The magic that is Facebook allows me to see the ordinariness of your everyday life - to tell when friends are at coffee shops, disgruntled at tech support, or whose young children have vomited on new sweaters or defecated in potties for the first time. As such, I am continually astounded by the rate and depth at which I know the regular details of any number of acquaintances compared to the intimate highlights of life that we all benchmark: engagements, births, graduations, weddings, and birthdays. In short, I see more of the effects of these events - the outcomes, results, and continuations - as I do the events themselves. Before the social web, I would have known of your wedding, certainly. But I would know nothing of your trip to Krispy Kreme before your best friends moved away, you taking one last group photo of everyone jumping, frozen in midair as you hoped to freeze that moment forever, indirectly pleading with the couple you love not to leave and return to a childhood home but to stay forever eating donuts at 11 PM on a Saturday. I would not have known about the early morning workouts in preparation for your wedding, the dog that is no longer a puppy, and the family dinner at the boring chain restaurant because someone is getting a Master's degree.
But I also would not have known about the man who walked his fiancee's cat on a leash one random Tuesday afternoon.
She seems beastly, this cat. My interaction with her was limited and in that short time I never saw any of her tricks or habits. I did not witness her playing with a ball of yarn or stealthily tracking a wayward fly that had unfortunately made its way in the house when the door was open just enough to do so. I certainly never saw her large self splayed across the sunlit rug when the afternoon light came through the front window demanding that she do nothing else but nap, deeply and effortlessly as cats do, until she was awoken by that fly that knew its days were numbered. And I certainly never saw her go for a walk on a leash, as if she were someone's obedient dog out for a morning stroll and bathroom break.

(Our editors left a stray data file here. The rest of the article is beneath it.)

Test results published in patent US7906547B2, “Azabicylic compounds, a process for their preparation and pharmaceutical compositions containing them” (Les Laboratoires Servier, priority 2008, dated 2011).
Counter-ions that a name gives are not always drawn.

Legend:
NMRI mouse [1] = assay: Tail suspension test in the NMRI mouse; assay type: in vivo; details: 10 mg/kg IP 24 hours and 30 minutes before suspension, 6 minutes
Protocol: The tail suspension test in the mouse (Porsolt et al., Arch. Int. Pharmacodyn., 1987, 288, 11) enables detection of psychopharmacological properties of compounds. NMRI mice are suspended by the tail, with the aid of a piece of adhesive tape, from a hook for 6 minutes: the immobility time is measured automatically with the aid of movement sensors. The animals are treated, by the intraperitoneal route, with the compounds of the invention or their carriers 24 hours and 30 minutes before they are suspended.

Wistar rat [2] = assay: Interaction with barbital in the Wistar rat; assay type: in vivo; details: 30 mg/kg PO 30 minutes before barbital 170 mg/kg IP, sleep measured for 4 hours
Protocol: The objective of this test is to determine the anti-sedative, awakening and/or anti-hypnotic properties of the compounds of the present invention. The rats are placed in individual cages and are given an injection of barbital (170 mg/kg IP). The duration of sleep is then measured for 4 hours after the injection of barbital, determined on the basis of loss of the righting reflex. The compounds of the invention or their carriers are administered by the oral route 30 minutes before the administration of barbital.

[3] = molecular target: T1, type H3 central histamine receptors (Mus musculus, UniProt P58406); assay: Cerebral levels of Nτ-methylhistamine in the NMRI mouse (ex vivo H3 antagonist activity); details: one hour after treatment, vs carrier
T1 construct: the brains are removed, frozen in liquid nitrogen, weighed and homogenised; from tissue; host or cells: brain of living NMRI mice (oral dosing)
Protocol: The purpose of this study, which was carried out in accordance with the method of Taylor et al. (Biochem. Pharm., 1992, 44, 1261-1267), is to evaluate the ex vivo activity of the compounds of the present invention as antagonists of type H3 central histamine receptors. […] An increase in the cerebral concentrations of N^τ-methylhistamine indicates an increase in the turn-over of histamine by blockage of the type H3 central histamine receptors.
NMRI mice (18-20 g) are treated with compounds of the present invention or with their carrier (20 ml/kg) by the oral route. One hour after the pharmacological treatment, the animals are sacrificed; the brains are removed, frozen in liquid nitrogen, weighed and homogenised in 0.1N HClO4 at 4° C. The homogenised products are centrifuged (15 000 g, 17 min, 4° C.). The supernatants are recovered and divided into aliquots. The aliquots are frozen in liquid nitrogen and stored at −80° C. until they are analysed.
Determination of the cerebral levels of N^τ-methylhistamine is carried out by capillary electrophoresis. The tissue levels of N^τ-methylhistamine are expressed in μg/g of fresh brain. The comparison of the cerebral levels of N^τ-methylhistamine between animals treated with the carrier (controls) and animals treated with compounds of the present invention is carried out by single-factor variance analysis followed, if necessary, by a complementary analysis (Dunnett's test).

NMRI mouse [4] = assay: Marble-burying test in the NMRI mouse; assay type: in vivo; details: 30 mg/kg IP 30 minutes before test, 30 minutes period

I heard rumors this happened. Perhaps the result of great parenting while a kitten, she apparently has long been able to be leashed and led outdoors, commanding attention as she makes her way into the world past mailboxes and planters, one catlike step after another until the end of the block and it's time to turn around and go back home to sunlit rugs and yarn.
In my mind, the walking of a cat - unlike the walking of a dog - is a deliberate act, something that requires as much training of the walker as it does the feline. The harnessing, leading, and teaching of a cat is a small miracle; these animals have done what they pleased since the Garden. Anyone who has ever owned a cat knows you don't get one for companionship or company; you get one because you want to be subservient to something, willing to be ignored, clawed, or glared at upon the whim of a small mammal who thinks they need you for nothing save the opening of a tin can, the collecting of voluminous amounts of hair, and the cleaning up of vomit carefully hidden behind toilets, in shoes, or on the middle of a dining room table. We get cats thinking they'll sit on our lap and purr for hours, offering warmth and a primal soundtrack as we read, watch TV, or nap. This they do, certainly, but only when you have three minutes to spare before work and you're dressed nicely in freshly laundered black slacks and feel neither like sitting on a couch nor removing never-ending gobs of kitty hair from your pants.